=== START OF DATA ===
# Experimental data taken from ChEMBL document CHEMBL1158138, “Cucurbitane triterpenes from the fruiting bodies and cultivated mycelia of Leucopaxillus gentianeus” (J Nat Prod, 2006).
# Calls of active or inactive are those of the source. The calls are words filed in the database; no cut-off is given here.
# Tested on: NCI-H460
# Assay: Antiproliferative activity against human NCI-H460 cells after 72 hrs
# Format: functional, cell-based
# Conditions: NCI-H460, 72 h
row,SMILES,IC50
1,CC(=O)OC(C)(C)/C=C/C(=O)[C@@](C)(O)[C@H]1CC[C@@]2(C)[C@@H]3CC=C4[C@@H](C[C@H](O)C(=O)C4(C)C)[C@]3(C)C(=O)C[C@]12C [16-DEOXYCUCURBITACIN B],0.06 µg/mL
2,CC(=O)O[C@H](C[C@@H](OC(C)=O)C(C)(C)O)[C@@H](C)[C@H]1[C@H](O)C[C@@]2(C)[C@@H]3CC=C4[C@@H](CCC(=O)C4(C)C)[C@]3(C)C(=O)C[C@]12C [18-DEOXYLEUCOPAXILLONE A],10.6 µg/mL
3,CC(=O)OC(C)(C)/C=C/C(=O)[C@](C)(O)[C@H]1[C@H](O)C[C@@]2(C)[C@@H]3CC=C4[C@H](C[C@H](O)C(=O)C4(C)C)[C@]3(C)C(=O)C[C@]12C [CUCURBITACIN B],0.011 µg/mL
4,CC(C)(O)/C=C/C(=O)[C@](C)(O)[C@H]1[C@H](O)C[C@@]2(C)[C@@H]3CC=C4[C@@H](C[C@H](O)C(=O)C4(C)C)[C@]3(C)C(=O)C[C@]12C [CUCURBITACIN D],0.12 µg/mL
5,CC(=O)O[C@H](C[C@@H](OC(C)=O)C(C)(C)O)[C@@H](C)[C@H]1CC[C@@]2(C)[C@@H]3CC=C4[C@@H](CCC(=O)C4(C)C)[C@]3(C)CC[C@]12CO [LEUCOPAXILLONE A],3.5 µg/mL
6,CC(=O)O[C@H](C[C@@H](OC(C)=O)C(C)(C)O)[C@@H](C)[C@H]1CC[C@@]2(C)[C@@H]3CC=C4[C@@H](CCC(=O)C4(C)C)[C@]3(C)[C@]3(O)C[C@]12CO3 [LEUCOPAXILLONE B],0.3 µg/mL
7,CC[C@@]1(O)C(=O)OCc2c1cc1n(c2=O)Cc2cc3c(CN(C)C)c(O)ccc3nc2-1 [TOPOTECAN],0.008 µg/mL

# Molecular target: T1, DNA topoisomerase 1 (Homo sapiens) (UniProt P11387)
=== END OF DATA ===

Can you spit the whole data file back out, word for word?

# Experimental data taken from ChEMBL document CHEMBL1158138, “Cucurbitane triterpenes from the fruiting bodies and cultivated mycelia of Leucopaxillus gentianeus” (J Nat Prod, 2006).
# Calls of active or inactive are those of the source. The calls are words filed in the database; no cut-off is given here.
# Tested on: NCI-H460
# Assay: Antiproliferative activity against human NCI-H460 cells after 72 hrs
# Format: functional, cell-based
# Conditions: NCI-H460, 72 h
row,SMILES,IC50
1,CC(=O)OC(C)(C)/C=C/C(=O)[C@@](C)(O)[C@H]1CC[C@@]2(C)[C@@H]3CC=C4[C@@H](C[C@H](O)C(=O)C4(C)C)[C@]3(C)C(=O)C[C@]12C [16-DEOXYCUCURBITACIN B],0.06 µg/mL
2,CC(=O)O[C@H](C[C@@H](OC(C)=O)C(C)(C)O)[C@@H](C)[C@H]1[C@H](O)C[C@@]2(C)[C@@H]3CC=C4[C@@H](CCC(=O)C4(C)C)[C@]3(C)C(=O)C[C@]12C [18-DEOXYLEUCOPAXILLONE A],10.6 µg/mL
3,CC(=O)OC(C)(C)/C=C/C(=O)[C@](C)(O)[C@H]1[C@H](O)C[C@@]2(C)[C@@H]3CC=C4[C@H](C[C@H](O)C(=O)C4(C)C)[C@]3(C)C(=O)C[C@]12C [CUCURBITACIN B],0.011 µg/mL
4,CC(C)(O)/C=C/C(=O)[C@](C)(O)[C@H]1[C@H](O)C[C@@]2(C)[C@@H]3CC=C4[C@@H](C[C@H](O)C(=O)C4(C)C)[C@]3(C)C(=O)C[C@]12C [CUCURBITACIN D],0.12 µg/mL
5,CC(=O)O[C@H](C[C@@H](OC(C)=O)C(C)(C)O)[C@@H](C)[C@H]1CC[C@@]2(C)[C@@H]3CC=C4[C@@H](CCC(=O)C4(C)C)[C@]3(C)CC[C@]12CO [LEUCOPAXILLONE A],3.5 µg/mL
6,CC(=O)O[C@H](C[C@@H](OC(C)=O)C(C)(C)O)[C@@H](C)[C@H]1CC[C@@]2(C)[C@@H]3CC=C4[C@@H](CCC(=O)C4(C)C)[C@]3(C)[C@]3(O)C[C@]12CO3 [LEUCOPAXILLONE B],0.3 µg/mL
7,CC[C@@]1(O)C(=O)OCc2c1cc1n(c2=O)Cc2cc3c(CN(C)C)c(O)ccc3nc2-1 [TOPOTECAN],0.008 µg/mL

# Molecular target: T1, DNA topoisomerase 1 (Homo sapiens) (UniProt P11387)